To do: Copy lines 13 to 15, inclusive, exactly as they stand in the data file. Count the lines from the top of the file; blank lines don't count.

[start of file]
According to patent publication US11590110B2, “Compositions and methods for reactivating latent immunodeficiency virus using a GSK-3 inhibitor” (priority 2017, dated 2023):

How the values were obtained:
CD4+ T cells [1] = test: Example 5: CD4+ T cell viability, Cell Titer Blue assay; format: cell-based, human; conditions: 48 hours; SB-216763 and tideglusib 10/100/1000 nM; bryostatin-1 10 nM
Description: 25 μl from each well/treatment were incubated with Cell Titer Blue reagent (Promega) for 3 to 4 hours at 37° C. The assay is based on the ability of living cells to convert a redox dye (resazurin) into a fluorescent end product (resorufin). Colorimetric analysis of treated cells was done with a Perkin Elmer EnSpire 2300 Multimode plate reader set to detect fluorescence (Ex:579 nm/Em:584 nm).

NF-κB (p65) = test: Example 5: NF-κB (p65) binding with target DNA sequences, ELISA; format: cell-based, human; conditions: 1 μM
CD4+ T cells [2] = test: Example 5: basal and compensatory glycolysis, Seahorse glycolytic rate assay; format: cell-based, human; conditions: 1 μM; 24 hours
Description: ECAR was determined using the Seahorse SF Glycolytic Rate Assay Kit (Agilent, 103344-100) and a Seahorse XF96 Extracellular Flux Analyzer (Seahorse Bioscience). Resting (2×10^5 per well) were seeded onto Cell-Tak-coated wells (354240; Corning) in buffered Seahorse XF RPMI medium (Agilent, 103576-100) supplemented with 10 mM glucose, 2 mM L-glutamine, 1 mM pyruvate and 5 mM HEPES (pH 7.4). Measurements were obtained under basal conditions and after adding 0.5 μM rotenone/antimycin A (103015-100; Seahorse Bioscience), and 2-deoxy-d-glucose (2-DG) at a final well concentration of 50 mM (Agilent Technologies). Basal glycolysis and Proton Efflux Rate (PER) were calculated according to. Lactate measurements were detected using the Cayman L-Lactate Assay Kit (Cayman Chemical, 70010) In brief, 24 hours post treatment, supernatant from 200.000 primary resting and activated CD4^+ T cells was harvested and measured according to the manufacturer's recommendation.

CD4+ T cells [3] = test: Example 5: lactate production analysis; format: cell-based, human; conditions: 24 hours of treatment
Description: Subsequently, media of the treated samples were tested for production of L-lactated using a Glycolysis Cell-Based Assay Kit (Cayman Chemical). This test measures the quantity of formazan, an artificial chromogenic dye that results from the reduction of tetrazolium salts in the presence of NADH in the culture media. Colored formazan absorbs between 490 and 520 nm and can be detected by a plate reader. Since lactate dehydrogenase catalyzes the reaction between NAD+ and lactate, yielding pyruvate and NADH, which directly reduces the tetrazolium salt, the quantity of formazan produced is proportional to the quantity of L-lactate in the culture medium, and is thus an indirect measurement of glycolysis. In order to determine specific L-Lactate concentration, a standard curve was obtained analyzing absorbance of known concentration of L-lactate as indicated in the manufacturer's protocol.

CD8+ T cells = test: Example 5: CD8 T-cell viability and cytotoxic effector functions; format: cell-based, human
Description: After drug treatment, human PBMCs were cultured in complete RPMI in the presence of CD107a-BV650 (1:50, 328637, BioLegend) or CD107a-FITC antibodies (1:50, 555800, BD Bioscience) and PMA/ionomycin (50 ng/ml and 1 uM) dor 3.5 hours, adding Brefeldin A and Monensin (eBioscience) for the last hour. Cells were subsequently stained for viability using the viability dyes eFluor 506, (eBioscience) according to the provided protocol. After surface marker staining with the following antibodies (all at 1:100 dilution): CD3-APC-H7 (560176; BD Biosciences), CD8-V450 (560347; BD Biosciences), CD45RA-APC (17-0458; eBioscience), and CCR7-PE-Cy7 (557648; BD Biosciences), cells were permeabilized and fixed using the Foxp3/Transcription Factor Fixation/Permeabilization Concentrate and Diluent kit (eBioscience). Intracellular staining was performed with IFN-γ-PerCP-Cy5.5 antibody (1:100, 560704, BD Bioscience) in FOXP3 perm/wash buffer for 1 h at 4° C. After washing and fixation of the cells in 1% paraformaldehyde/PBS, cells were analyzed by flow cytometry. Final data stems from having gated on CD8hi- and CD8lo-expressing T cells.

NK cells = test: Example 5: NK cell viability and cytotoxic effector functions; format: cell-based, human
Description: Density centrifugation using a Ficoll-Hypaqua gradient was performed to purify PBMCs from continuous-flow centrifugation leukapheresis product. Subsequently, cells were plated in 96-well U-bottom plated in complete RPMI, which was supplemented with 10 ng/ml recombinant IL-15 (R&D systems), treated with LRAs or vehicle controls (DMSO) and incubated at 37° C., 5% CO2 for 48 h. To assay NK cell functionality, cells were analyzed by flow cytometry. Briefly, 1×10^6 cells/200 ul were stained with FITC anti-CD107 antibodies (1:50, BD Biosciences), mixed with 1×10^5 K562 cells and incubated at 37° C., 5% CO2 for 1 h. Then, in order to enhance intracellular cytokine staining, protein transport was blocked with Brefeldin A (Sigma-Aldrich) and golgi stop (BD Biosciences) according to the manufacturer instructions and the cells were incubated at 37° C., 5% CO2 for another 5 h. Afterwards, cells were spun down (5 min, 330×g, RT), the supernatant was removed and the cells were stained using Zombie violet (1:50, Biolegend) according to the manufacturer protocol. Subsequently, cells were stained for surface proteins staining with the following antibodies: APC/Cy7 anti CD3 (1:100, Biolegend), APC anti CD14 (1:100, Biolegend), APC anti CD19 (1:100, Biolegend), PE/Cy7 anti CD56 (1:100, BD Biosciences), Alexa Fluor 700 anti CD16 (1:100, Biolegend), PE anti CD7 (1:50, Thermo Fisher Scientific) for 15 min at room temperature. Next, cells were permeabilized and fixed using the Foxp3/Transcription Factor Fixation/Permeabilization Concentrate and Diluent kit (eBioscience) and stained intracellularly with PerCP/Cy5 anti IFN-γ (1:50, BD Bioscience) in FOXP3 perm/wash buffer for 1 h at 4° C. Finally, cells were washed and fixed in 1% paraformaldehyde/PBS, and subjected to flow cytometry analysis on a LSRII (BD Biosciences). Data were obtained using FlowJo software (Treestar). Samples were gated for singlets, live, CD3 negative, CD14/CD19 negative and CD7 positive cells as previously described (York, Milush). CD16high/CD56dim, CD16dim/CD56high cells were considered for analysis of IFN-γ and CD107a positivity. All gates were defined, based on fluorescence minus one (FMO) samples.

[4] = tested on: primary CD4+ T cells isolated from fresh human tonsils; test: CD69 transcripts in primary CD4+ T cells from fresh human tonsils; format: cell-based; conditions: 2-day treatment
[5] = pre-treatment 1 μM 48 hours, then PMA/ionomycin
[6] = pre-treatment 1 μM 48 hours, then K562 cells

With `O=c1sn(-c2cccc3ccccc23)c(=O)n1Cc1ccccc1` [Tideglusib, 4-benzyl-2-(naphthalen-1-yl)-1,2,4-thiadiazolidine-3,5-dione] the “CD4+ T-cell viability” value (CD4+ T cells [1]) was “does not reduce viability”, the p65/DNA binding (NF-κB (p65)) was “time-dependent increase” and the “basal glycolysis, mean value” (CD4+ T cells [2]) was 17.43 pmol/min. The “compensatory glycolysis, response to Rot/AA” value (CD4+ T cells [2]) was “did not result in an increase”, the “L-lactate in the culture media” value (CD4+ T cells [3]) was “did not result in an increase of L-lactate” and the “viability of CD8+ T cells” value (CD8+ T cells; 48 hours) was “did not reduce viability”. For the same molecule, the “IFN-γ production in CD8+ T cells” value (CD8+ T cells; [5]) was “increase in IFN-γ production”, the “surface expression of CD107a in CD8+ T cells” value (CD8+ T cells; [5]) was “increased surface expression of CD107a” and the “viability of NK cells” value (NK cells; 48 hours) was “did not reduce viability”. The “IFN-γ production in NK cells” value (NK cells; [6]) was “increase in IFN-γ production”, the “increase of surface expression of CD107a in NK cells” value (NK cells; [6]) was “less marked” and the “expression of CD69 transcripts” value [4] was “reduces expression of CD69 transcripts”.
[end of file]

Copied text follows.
Description: Density centrifugation using a Ficoll-Hypaqua gradient was performed to purify PBMCs from continuous-flow centrifugation leukapheresis product. Subsequently, cells were plated in 96-well U-bottom plated in complete RPMI, which was supplemented with 10 ng/ml recombinant IL-15 (R&D systems), treated with LRAs or vehicle controls (DMSO) and incubated at 37° C., 5% CO2 for 48 h. To assay NK cell functionality, cells were analyzed by flow cytometry. Briefly, 1×10^6 cells/200 ul were stained with FITC anti-CD107 antibodies (1:50, BD Biosciences), mixed with 1×10^5 K562 cells and incubated at 37° C., 5% CO2 for 1 h. Then, in order to enhance intracellular cytokine staining, protein transport was blocked with Brefeldin A (Sigma-Aldrich) and golgi stop (BD Biosciences) according to the manufacturer instructions and the cells were incubated at 37° C., 5% CO2 for another 5 h. Afterwards, cells were spun down (5 min, 330×g, RT), the supernatant was removed and the cells were stained using Zombie violet (1:50, Biolegend) according to the manufacturer protocol. Subsequently, cells were stained for surface proteins staining with the following antibodies: APC/Cy7 anti CD3 (1:100, Biolegend), APC anti CD14 (1:100, Biolegend), APC anti CD19 (1:100, Biolegend), PE/Cy7 anti CD56 (1:100, BD Biosciences), Alexa Fluor 700 anti CD16 (1:100, Biolegend), PE anti CD7 (1:50, Thermo Fisher Scientific) for 15 min at room temperature. Next, cells were permeabilized and fixed using the Foxp3/Transcription Factor Fixation/Permeabilization Concentrate and Diluent kit (eBioscience) and stained intracellularly with PerCP/Cy5 anti IFN-γ (1:50, BD Bioscience) in FOXP3 perm/wash buffer for 1 h at 4° C. Finally, cells were washed and fixed in 1% paraformaldehyde/PBS, and subjected to flow cytometry analysis on a LSRII (BD Biosciences). Data were obtained using FlowJo software (Treestar). Samples were gated for singlets, live, CD3 negative, CD14/CD19 negative and CD7 positive cells as previously described (York, Milush). CD16high/CD56dim, CD16dim/CD56high cells were considered for analysis of IFN-γ and CD107a positivity. All gates were defined, based on fluorescence minus one (FMO) samples.

[4] = tested on: primary CD4+ T cells isolated from fresh human tonsils; test: CD69 transcripts in primary CD4+ T cells from fresh human tonsils; format: cell-based; conditions: 2-day treatment
[5] = pre-treatment 1 μM 48 hours, then PMA/ionomycin